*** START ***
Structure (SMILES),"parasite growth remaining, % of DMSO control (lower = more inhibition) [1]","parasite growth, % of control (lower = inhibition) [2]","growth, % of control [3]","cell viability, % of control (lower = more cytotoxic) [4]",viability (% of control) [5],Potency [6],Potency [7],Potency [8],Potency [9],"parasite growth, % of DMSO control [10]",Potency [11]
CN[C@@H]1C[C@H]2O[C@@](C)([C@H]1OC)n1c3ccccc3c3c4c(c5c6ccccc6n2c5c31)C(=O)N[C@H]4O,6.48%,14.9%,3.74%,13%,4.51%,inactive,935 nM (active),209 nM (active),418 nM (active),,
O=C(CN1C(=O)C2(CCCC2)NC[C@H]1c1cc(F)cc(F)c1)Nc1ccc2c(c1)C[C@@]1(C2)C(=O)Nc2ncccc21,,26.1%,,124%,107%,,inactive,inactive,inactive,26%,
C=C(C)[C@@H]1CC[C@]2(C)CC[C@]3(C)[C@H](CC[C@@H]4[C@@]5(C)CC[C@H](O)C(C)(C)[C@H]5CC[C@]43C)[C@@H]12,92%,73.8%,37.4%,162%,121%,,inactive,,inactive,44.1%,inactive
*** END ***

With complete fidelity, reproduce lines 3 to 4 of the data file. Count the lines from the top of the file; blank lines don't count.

O=C(CN1C(=O)C2(CCCC2)NC[C@H]1c1cc(F)cc(F)c1)Nc1ccc2c(c1)C[C@@]1(C2)C(=O)Nc2ncccc21,,26.1%,,124%,107%,,inactive,inactive,inactive,26%,
C=C(C)[C@@H]1CC[C@]2(C)CC[C@]3(C)[C@H](CC[C@@H]4[C@@]5(C)CC[C@H](O)C(C)(C)[C@H]5CC[C@]43C)[C@@H]12,92%,73.8%,37.4%,162%,121%,,inactive,,inactive,44.1%,inactive